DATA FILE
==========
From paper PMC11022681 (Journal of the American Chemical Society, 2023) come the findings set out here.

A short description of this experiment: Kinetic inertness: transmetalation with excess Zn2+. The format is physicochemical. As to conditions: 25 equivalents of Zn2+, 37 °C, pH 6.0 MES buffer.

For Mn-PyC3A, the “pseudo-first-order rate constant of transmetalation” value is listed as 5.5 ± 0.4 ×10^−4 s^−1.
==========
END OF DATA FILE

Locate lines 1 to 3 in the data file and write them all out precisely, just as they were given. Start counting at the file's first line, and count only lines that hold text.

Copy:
From paper PMC11022681 (Journal of the American Chemical Society, 2023) come the findings set out here.

A short description of this experiment: Kinetic inertness: transmetalation with excess Zn2+. The format is physicochemical. As to conditions: 25 equivalents of Zn2+, 37 °C, pH 6.0 MES buffer.

For Mn-PyC3A, the “pseudo-first-order rate constant of transmetalation” value is listed as 5.5 ± 0.4 ×10^−4 s^−1.